A hernia is an injury that arises from undue pressure placed upon an area of one’s abdomen, thereby creating an opening or weakness in the muscle or tissue. As a result, organs and tissue—such as the bladder and small and large intestines—are forced through this opening and are subject to damage and infection. One method of resolving this condition is the placement of hernia mesh.
Hernia mesh is a medical device that is surgically implanted to reinforce damaged or torn tissue in an individual’s anatomy. These devices are typically made with a synthetic plastic called polypropylene. Unfortunately, many patients have experienced adverse reactions to the mesh, as the material can shrink, harden, contract, migrate and even fail entirely. This is especially concerning since such devices are used in approximately 90 percent of hernia repairs.
Many of the synthetic hernia mesh products on the market were approved with little to no safety studies. In 2005, manufacturers of synthetic hernia mesh were able to accelerate approval of the product by way of the U.S. Food and Drug Administration’s (“FDA”) 510k clearance process. This avenue allowed manufacturers to sell their products en masse, and even at times remove their products from the market prior to studies and reports recognizing the harm to the public.
More than 100,000 lawsuits have been filed by patients alleging that defective hernia mesh designs have led to life-threatening health complications. Manufactures of hernia mesh have been issuing recalls since 2005 due to the risk of mesh injuries. Over one million hernia repairs occur in the United States annually, putting hundreds of thousands of patients at risk.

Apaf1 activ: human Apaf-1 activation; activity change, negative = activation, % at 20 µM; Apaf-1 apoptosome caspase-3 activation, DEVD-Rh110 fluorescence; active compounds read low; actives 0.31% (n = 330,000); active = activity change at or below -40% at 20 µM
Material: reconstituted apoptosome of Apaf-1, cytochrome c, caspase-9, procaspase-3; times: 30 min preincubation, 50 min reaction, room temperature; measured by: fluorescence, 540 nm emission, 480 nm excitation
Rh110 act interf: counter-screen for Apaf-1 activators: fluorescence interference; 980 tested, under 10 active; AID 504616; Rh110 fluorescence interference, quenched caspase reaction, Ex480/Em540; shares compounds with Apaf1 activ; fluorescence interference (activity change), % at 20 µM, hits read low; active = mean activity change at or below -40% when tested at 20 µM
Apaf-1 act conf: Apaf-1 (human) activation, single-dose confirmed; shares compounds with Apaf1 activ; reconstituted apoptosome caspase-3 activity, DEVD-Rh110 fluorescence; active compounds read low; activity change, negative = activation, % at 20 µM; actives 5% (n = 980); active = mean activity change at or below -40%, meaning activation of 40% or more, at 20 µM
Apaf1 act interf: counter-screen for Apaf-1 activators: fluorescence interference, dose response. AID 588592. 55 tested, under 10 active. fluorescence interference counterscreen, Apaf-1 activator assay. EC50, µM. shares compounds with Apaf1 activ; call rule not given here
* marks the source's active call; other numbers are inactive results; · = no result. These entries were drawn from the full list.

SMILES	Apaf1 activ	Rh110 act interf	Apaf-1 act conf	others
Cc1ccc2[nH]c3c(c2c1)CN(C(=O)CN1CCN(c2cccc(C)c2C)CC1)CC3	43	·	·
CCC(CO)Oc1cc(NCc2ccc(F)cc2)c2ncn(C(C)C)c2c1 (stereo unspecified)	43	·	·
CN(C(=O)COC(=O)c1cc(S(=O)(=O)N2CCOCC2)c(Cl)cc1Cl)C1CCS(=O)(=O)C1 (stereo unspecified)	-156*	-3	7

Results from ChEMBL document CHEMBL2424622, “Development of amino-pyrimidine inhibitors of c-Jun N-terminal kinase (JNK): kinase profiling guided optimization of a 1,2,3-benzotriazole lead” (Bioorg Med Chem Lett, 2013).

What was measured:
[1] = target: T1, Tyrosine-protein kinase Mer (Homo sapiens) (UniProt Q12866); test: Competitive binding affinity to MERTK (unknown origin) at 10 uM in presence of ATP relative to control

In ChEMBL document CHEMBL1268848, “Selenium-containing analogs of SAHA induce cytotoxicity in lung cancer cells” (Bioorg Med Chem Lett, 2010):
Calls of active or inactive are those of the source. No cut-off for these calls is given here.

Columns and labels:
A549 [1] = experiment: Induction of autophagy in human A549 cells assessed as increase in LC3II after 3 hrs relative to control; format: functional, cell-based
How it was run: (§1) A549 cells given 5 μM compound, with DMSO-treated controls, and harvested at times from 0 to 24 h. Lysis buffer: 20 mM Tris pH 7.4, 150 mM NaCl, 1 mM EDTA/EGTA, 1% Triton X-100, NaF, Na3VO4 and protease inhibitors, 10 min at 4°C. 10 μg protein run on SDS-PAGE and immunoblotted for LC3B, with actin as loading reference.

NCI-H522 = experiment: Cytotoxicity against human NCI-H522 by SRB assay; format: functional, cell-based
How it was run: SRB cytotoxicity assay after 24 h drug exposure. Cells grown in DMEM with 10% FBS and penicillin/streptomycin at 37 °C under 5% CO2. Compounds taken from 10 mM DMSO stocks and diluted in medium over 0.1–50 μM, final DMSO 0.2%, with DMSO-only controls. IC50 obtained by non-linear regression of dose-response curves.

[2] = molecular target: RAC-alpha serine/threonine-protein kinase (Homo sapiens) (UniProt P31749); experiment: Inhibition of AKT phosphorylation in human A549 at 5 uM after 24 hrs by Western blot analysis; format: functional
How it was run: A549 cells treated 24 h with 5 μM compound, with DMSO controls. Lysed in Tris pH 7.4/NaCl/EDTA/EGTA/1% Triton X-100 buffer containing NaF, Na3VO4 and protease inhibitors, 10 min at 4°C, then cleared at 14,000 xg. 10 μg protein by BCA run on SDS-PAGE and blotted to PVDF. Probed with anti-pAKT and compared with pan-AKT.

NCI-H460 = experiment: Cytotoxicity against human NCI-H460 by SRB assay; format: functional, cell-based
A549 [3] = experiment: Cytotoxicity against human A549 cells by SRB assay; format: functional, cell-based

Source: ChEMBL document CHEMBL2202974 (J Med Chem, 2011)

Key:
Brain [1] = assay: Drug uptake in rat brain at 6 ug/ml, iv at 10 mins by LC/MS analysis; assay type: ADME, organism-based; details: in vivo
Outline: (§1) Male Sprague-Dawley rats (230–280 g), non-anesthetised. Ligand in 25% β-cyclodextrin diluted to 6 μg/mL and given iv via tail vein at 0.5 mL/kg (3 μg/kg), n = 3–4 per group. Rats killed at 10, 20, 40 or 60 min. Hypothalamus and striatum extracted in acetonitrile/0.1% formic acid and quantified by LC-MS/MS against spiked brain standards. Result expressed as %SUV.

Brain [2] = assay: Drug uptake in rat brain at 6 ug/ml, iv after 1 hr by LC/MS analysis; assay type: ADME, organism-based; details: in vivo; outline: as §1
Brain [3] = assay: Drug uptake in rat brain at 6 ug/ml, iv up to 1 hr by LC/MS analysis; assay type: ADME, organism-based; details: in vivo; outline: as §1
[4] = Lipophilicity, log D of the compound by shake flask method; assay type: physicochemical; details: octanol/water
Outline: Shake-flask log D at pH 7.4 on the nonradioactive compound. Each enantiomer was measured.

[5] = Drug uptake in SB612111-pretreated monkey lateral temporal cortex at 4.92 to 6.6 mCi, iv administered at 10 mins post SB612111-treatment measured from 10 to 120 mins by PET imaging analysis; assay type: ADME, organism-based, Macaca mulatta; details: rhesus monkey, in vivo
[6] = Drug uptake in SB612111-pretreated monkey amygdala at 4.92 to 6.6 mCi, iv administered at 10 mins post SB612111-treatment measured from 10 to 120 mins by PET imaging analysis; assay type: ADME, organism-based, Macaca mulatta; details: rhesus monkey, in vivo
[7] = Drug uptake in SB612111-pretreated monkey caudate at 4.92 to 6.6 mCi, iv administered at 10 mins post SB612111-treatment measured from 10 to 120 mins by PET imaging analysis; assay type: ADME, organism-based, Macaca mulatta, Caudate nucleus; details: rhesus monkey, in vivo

Common injuries related to defective mesh products include bowel obstruction, organ damage, nerve damage, recurrence, infection and debilitating pain. These injuries often require patients to undergo additional revision surgeries that place them at further risk of related and unrelated surgical complications.
Complications from failed or defective hernia mesh products can occur within days to years after a surgical procedure. Health experts encourage all patients who have received hernia mesh to monitor their health for signs of adverse reactions and life-threatening complications. Signs of a hernia mesh defect or failure include, but are not limited to:
- Irritable bowel
- Urinary issues
- Severe pain
Individuals who have had a hernia mesh implanted should be cognizant of the manufacturers that have issued recalls, such as:
- C.R. Bard (2005- 2007): Several recalls issued of its Kugel Mesh products with reports of potential bowel tears after implantation.
- Atrium (2012): Warnings issued by the FDA over the company’s failure to address numerous reports of patients contracting infections, eventually resulting in a federal judge issuing an injunction to prohibit further manufacturing and distribution.
- Ethicon (2016): Ethicon voluntarily recalled the Physiomesh Flexible Composite Mesh after studies determined the device had a high failure rate.
Slater Slater Schulman LLP is currently evaluating potential hernia mesh injury claims. If you have had a hernia mesh device implanted and are suffering an adverse reaction, the attorneys at Slater Slater Schulman LLP are here to help. Please call our office at 1-800-251-6990, or fill out the form below, and our office will contact you to discuss your case.